We have just had a family camping holiday in the Woolacombe area. Not much birding was done and I only noted forty-three species over the week. Friday was heading home day and I set of home earlier than the others who had decided to spend a bit more time on the beach. As I am not a fan of sitting in traffic if it can be avoided I took a back roads route across Exmoor and then across to Bridgewater. Driving through Bridgewater I was feeling a bit hungry so decided to stop at a Sainsburys for fuel for myself and the car. I checked my phone before leaving and saw that a River Warbler had been found at Ham Wall which was about two miles off of my M5 avoiding route home. I parked in the RSPB car park at around half two and reluctantly parted with £3 for the car park. Paying for car parking is another thing I don’t like to do. A brisk walk soon found me on the path to the Avalon Hide where there were a half-dozen other birders. The RW had been seen about twenty minutes earlier. While waiting I was working out how long I could stay, with a couple of hours still to drive, a car to unload, a dog to collect and starting work at 03:15 the next morning I decided on half four. I soon revised this to 16:15 and as the clock ticked by I was feeling less than positive. Another Wiltshire birder arrived and we were chatting whilst i was watching the clock tick down. At ten past I was preparing myself to leave and literally as I was saying my good byes to Mike a shout came, River Warbler showing. And there it was at bang on 16:15, showing well and singing just twenty-five or so metres away. I watched for a few minutes, tried a couple of pictures then headed off back to the car with another lifer in the book.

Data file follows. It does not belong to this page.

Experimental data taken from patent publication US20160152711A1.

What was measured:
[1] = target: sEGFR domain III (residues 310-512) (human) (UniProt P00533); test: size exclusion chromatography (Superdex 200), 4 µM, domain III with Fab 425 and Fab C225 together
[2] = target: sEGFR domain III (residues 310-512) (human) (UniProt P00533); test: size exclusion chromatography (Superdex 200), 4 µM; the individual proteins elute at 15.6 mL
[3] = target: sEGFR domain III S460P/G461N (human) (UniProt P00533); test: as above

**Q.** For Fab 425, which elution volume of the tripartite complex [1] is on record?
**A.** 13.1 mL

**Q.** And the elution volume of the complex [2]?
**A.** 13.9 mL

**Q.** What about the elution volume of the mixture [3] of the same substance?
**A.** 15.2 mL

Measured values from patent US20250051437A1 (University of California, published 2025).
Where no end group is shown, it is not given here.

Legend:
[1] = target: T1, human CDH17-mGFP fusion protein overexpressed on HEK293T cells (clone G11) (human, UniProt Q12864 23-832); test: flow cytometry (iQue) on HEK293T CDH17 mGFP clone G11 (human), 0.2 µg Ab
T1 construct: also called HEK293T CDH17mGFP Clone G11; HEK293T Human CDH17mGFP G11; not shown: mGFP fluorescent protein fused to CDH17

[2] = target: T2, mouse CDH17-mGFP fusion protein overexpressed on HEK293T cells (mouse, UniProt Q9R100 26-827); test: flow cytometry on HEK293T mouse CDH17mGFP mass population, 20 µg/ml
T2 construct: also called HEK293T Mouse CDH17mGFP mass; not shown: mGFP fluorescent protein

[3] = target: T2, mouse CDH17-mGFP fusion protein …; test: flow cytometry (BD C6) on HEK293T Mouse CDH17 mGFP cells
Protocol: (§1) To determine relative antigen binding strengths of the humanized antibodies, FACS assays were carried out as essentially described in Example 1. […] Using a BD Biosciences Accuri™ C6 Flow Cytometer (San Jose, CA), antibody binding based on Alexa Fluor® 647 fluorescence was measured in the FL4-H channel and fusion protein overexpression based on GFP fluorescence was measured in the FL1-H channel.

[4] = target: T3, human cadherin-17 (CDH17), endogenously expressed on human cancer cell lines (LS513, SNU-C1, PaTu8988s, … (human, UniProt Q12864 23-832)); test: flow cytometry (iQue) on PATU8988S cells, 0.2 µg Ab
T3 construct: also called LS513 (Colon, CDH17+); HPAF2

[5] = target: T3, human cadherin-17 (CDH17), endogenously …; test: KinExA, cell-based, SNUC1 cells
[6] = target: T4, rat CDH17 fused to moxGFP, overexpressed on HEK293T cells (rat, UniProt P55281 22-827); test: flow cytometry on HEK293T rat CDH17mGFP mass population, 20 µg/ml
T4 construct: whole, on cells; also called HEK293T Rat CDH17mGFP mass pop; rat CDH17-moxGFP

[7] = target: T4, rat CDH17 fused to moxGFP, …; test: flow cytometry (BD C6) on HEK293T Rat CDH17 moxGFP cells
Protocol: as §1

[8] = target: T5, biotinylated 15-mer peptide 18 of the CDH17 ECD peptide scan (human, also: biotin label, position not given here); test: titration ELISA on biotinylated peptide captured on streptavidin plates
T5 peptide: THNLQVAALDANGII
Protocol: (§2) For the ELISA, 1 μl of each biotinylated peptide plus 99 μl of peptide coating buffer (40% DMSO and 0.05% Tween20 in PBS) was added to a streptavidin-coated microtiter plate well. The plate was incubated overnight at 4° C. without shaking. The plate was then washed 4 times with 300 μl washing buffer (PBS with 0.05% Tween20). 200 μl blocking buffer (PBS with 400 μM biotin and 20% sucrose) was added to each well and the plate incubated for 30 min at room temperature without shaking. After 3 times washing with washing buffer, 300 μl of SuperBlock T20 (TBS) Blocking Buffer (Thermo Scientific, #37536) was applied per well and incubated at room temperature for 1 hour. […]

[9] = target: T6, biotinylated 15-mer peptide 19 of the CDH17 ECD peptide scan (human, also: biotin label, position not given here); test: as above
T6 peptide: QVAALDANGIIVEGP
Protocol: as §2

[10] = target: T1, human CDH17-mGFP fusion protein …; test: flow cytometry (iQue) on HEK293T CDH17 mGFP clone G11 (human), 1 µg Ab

My intention this morning was to get up really early and head down to the south of the county. The alarm went off at four and I switched it off and went back to sleep. I woke again at just gone six so got up and decided to go out but to stay fairly local. In the end I did a six mile walk from Avebury to Windmill Hill and back. This walk in a World heritage Area takes you from prehistoric times through to the modern day. Starting with the Stones, then passing through the historic village, then up to the barrows of Windmill Hill with the sweeping views across the Downs to Silbury Hill, The Ridgeway and The Landsdowne Monument. you then drop back down to Avebury where having to cross the A361 brings you back to the modern day. The village was full of birdsong with four Swifts screaming overhead. Heading out of the village into the countryside the sound of Skylarks, Yellowhammers and Corn Buntings took over. It was quite noticeable though as to how few hirundines were about with just a handful of Swallows and House Martins just making double figures. Tree Sparrows are struggling with only a couple seen. Not so long ago a couple of dozen would have been the least you would have expected. Along with these a single Spotted Flycatcher gave me a couple more year ticks. Back home and working in the garden I was, for the second day running distracted by a pair of displaying Red Kites.